Wednesday, November 2, 2005
June 29, 2005
The eagle has landed at Wy’east Middle School.
This bird seems to soar with its wings spanning 16 feet, but its aerie will be on the east side of the school gymnasium.
“I think it turned out well,” a modest Chad Mayo said.
He is the artist who, in the first three weeks of June, turned a blank wall into an image of a giant bird soaring before a finely-detailed Mt. Hood and over a dark green line of trees.
“It came out great,” said painter Tracy Wickwire, who donated many hours to the background and surrounding colors, along with painter Dennis Keiffer.
Wy’east principal Ed Drew said the mural “gives a really welcoming feel to the front of our school.”
Mayo sees the mural as a true team effort.
“I like the idea of community art, when people can drive by and see it,” Mayo said. “It’s not in a gallery or some place where not everyone can see it. It’s here for everybody.”
To pay for the $5,000 mural project, students held fundraisers during 2004-05 and collected community donations.
“A lot of kids are excited about it. You hear them talking about it,” said Wickwire, adding that his nephew, Nick, an eighth-grader at Wy’east, “is pretty proud of it.”
“It’s something we can give to the kids. It’s worth every penny,” Wickwire said.
Mayo, who also has a nephew at Wy’east, Matthew Ramsey, studied at Seattle Art Institute, and has shown his work in galleries but the mural project was his largest work.
“I love to work with this much paint. It’s so much more exciting to me. I’ve never painted an eagle before,” said Mayo, whose wife, Amira Malik, is an art teacher at Cascade Locks School.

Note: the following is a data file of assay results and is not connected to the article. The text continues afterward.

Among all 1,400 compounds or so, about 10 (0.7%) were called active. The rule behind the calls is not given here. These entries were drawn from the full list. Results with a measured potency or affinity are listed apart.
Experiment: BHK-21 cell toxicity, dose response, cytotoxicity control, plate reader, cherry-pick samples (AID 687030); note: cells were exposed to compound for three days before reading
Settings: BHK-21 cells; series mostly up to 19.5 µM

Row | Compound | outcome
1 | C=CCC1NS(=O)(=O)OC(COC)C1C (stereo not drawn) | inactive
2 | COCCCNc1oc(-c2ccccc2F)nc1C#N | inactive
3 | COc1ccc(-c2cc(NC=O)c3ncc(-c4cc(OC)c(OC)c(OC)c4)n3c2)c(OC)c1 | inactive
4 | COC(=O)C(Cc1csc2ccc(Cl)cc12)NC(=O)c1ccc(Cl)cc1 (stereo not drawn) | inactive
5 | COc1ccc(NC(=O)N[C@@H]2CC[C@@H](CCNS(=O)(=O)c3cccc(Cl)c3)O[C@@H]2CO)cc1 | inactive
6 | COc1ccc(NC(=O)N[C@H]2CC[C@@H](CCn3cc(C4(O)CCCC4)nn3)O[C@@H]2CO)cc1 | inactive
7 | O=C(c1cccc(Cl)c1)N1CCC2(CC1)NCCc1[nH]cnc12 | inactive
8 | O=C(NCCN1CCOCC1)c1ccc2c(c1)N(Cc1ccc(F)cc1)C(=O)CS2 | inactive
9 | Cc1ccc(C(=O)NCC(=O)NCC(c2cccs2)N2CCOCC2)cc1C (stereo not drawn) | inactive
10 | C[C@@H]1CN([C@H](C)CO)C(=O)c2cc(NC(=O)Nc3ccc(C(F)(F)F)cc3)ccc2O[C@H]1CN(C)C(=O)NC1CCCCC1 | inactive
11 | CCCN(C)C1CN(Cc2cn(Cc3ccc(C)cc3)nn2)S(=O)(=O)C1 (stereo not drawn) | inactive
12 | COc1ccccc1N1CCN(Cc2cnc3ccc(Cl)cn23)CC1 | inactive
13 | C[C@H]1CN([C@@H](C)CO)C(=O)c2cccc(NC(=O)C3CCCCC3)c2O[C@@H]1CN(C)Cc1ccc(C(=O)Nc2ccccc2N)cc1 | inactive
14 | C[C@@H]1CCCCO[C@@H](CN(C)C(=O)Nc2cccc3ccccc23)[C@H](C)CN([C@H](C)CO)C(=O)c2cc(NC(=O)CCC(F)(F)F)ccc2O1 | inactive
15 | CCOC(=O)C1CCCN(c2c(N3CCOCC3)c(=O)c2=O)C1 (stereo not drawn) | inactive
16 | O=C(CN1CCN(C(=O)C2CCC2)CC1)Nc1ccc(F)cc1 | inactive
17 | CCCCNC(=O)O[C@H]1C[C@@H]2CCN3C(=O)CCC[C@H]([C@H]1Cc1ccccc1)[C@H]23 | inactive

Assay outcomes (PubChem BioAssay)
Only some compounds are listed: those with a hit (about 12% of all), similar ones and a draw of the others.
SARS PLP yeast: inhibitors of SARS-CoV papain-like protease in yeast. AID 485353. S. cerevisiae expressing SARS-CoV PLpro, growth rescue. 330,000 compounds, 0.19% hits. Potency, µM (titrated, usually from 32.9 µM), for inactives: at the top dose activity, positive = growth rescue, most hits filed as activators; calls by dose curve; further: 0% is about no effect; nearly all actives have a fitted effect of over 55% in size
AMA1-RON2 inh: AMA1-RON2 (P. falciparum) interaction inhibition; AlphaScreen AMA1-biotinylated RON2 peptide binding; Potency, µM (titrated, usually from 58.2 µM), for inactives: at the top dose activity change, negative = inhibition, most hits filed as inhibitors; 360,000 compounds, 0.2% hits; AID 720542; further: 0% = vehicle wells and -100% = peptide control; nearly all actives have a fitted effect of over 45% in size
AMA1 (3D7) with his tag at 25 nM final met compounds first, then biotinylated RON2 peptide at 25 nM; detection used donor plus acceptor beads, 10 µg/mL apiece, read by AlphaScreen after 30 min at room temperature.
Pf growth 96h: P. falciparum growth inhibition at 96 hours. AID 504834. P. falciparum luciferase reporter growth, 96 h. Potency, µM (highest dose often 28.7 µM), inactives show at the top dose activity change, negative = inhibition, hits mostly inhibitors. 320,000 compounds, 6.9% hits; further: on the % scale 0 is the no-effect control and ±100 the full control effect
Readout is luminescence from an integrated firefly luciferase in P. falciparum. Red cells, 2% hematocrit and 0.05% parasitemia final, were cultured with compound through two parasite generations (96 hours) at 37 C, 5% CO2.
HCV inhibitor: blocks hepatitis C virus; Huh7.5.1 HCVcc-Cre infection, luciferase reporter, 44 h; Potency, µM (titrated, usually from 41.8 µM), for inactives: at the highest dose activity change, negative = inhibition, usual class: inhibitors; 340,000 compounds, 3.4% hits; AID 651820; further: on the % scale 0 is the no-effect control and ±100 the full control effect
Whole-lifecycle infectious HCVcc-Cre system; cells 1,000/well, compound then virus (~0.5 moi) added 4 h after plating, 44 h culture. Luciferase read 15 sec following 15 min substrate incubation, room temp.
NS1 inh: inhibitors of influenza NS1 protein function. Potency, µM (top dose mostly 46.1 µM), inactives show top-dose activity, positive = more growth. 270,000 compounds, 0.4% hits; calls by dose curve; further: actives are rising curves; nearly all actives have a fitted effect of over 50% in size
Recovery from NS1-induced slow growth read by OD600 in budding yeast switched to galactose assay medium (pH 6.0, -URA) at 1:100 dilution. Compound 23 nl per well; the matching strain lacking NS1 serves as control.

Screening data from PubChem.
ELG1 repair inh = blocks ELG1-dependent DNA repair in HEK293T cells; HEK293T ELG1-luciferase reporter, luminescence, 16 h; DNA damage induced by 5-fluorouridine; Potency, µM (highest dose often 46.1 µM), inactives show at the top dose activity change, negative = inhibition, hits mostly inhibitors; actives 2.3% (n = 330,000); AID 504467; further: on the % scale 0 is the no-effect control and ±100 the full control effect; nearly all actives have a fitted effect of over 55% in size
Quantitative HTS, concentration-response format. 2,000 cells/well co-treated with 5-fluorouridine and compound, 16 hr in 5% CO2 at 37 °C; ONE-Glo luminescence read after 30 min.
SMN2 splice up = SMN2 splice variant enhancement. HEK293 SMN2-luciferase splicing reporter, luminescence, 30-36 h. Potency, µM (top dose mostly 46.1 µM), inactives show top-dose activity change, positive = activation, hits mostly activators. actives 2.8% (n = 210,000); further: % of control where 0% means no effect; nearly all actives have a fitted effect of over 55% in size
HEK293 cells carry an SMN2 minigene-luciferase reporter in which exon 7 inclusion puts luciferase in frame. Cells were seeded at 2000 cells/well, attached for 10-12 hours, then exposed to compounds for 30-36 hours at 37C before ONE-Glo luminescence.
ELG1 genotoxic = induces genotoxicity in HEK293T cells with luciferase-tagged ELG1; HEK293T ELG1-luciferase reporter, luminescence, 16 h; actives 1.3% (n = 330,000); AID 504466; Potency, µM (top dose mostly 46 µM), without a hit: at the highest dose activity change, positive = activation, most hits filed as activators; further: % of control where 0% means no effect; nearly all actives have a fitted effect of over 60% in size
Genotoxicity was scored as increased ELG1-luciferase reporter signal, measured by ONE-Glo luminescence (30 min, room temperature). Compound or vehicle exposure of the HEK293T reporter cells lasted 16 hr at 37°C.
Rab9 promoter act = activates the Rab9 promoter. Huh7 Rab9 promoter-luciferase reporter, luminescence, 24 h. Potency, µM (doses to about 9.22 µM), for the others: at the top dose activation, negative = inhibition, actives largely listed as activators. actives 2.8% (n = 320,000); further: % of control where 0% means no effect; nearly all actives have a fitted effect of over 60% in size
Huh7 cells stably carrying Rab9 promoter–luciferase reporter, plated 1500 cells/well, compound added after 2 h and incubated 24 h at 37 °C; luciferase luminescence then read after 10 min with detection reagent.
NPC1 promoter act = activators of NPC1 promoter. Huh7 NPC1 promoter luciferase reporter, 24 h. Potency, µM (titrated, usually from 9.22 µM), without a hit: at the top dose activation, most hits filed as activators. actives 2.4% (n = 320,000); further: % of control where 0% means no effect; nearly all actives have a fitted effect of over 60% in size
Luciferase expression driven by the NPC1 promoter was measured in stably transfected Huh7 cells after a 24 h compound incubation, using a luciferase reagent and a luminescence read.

Mayo worked from a small photograph, adding detail from his own imagination.
“When you’re working with something three inches wide you have to elaborate. You kind of use it as a template,” he said.
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Lawnmower torches Arbor Vitae on Portland Drive
The riding lawn mower driven by Norma Cannon overheated and made contact with dry arbor vitae owned by Lee and Norma Curtis, sending more than a dozen of the tightly-packed trees up in flames. The mower, visible at far right, was totaled. No one was injured; neighbors first kept the fire at bay with garden hoses and Westside and Hood River Fire Departments responded and doused the fire before it reached any structures. Westside Fire chief Jim Trammell, in blue shirt, directs firefighters. The video was taken by Capt. Dave Smith of Hood River Fire Department. Enlarge